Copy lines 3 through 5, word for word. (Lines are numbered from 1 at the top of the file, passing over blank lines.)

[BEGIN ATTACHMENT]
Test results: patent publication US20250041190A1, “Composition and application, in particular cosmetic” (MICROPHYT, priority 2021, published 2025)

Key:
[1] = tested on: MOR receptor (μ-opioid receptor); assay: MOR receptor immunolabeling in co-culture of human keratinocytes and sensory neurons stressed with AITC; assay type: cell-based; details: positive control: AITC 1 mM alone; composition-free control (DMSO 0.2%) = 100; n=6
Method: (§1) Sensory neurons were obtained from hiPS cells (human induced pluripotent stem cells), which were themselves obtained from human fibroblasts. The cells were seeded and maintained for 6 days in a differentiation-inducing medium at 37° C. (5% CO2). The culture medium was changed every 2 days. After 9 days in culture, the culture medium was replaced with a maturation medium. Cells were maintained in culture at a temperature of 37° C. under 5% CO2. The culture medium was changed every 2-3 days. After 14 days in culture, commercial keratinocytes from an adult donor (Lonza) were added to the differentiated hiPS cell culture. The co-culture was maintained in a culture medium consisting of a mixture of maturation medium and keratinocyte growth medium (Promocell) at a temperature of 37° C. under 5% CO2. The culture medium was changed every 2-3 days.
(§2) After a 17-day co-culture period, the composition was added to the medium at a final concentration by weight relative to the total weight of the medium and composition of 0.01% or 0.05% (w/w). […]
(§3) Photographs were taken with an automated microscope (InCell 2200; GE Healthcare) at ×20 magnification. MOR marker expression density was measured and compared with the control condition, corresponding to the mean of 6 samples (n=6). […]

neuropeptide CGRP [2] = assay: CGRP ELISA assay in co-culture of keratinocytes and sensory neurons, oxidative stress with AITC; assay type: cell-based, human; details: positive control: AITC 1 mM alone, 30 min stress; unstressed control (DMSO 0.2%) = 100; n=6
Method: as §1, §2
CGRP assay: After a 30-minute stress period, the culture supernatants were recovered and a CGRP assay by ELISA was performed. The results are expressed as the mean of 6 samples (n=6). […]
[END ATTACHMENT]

[1] = tested on: MOR receptor (μ-opioid receptor); assay: MOR receptor immunolabeling in co-culture of human keratinocytes and sensory neurons stressed with AITC; assay type: cell-based; details: positive control: AITC 1 mM alone; composition-free control (DMSO 0.2%) = 100; n=6
Method: (§1) Sensory neurons were obtained from hiPS cells (human induced pluripotent stem cells), which were themselves obtained from human fibroblasts. The cells were seeded and maintained for 6 days in a differentiation-inducing medium at 37° C. (5% CO2). The culture medium was changed every 2 days. After 9 days in culture, the culture medium was replaced with a maturation medium. Cells were maintained in culture at a temperature of 37° C. under 5% CO2. The culture medium was changed every 2-3 days. After 14 days in culture, commercial keratinocytes from an adult donor (Lonza) were added to the differentiated hiPS cell culture. The co-culture was maintained in a culture medium consisting of a mixture of maturation medium and keratinocyte growth medium (Promocell) at a temperature of 37° C. under 5% CO2. The culture medium was changed every 2-3 days.
(§2) After a 17-day co-culture period, the composition was added to the medium at a final concentration by weight relative to the total weight of the medium and composition of 0.01% or 0.05% (w/w). […]